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Interview Carlo Mombelli

2017

My daughter has something unique with her compositions. She didn't study composition but has been nurtured by me. It is rock music but she plays piano with these ostinato lines that are going all the time. She doesn't play chords. Her hands are moving in arpeggiated waves for the entire gig. And then she has her band playing all these counterpoint melodies, with these rock drum rhythms. It is unique and it will be difficult as first for people to understand and for it to take off. She performs as Maria Mombelli and the Belibuttons. My other daughter works in London a gaming artist for the company, “Secret Police” in London. She draws all the characters and graphics for games. They are launching a game called Dragon Watch in the near future it is a mobile game.

I am re-releasing bats on the belfry on vinyl. It has that vinyl sound. It was recorded on these great microphones in the Bayerischen Rundfunk on DAT cassette and it wasn't mixed. We ran out of copies of that CD and they are all gone. It would be nice to have it out on vinyl with that cover.

I wasn't thinking anything when I wrote “Me the Mango Picker”. It has 4 chords and lyrics I wrote it when I was still living in Germany and I was talking about SA and the longing for coming home and felt that the Mango's were ripe. It was a certain time. And I felt that me being the mango picker I need to go home and pick the mangoes. It was a really positive song. I recorded it in Europe and then recorded it here with Siya singing it. She was still a student at TUT. She was very young and came and sung it. Tutu Puaone recorded it for her album. Nicky Schrire recorded it in New York. Deborah Tanguy the French singer from Paris recorded the song.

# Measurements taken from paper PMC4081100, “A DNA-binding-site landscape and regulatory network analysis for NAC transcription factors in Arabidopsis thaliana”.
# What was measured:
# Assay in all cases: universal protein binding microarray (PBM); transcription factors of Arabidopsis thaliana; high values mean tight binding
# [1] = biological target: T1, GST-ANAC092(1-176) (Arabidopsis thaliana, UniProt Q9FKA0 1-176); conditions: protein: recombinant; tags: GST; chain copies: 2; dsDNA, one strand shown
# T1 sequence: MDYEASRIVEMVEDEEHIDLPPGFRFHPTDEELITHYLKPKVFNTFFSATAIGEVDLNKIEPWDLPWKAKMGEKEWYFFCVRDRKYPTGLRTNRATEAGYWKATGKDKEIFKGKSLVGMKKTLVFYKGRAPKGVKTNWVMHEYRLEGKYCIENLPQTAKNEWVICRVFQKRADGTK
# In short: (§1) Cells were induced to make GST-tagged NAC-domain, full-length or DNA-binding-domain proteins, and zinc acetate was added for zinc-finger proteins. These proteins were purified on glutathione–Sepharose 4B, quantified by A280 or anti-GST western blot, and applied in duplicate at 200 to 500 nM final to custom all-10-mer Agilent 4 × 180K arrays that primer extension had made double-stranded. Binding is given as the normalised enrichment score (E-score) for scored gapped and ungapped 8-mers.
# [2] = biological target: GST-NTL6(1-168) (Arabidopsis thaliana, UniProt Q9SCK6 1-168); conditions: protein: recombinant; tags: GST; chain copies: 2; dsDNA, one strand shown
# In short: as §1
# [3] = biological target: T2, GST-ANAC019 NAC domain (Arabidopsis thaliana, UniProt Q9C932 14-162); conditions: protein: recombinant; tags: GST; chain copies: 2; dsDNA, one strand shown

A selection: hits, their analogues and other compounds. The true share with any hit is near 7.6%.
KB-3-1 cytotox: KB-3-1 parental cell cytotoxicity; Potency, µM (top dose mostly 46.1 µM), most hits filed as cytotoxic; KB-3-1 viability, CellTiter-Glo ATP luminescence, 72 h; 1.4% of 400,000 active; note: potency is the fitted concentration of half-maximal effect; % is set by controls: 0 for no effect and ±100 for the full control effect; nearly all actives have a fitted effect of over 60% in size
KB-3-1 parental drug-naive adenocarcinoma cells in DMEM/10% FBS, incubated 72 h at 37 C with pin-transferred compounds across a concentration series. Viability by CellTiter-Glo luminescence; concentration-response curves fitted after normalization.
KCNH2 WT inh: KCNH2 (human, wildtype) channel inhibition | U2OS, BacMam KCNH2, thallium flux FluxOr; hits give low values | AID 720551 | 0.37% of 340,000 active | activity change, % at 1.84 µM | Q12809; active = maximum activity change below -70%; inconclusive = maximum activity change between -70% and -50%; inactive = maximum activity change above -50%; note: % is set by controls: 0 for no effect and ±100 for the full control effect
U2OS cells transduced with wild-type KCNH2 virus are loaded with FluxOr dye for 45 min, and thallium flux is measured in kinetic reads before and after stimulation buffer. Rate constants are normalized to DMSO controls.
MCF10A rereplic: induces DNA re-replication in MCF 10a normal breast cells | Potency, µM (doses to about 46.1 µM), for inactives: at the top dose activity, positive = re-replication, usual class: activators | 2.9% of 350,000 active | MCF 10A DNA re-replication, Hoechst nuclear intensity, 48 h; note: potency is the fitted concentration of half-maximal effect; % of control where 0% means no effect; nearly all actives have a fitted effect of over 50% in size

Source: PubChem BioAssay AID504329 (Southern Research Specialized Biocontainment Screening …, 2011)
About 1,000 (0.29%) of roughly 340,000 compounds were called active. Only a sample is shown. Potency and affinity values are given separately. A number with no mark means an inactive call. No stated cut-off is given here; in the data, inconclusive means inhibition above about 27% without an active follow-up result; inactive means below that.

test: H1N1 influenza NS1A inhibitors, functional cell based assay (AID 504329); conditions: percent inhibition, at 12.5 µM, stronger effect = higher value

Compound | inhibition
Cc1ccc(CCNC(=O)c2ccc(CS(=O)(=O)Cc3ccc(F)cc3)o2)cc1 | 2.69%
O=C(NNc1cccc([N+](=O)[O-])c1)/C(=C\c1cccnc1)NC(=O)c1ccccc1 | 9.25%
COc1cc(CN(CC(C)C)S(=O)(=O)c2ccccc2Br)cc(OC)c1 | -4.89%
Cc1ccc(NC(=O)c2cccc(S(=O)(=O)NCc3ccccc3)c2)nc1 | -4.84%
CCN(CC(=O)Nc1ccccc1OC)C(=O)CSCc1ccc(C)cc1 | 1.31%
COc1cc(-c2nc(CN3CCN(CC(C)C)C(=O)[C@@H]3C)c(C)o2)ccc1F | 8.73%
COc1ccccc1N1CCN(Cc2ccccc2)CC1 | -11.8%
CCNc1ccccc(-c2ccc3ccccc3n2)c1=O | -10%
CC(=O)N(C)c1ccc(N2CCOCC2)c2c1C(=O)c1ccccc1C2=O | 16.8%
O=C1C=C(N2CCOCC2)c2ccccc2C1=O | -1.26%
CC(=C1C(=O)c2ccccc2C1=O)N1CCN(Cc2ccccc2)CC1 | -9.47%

With Mbuso Khoza he has got such a different kind of feeling with music and on songs such as Picasso's Dove which is a song about peace and he just sings. Every gig it could be a different melody or in a different place and he is improvising every gig.

Prisoners of Strange died in Grahamstown with Marcus, Siya and Justin. I moved on from that. We did our last gig in Grahamstown and I said okay. It fell to pieces we had a few personality clashes.

And then I started Stories and I had that running in Europe since 2010. I went every year to play with the band Dale the drummer from Serbia and he lives in Berlin and a pianist Daniel Bezotti and I added Mbuso to that project, after I first heard him at the jam session at the Bassline.

I wanted to continue the Stories project in South Africa I started a new band here and kept that band there. And then I started a band with Kyle, Kesivan and Mbuso. Then Kesivan went to the Berkeley College of Music. It was a story and at the end the audience would rapture or they were in dead silence because the energy of the concept of this band was spiritual and I am always trying to find the spiritual element in music. We went into studio and recorded “I pressed my spine to the ground”. It is intense.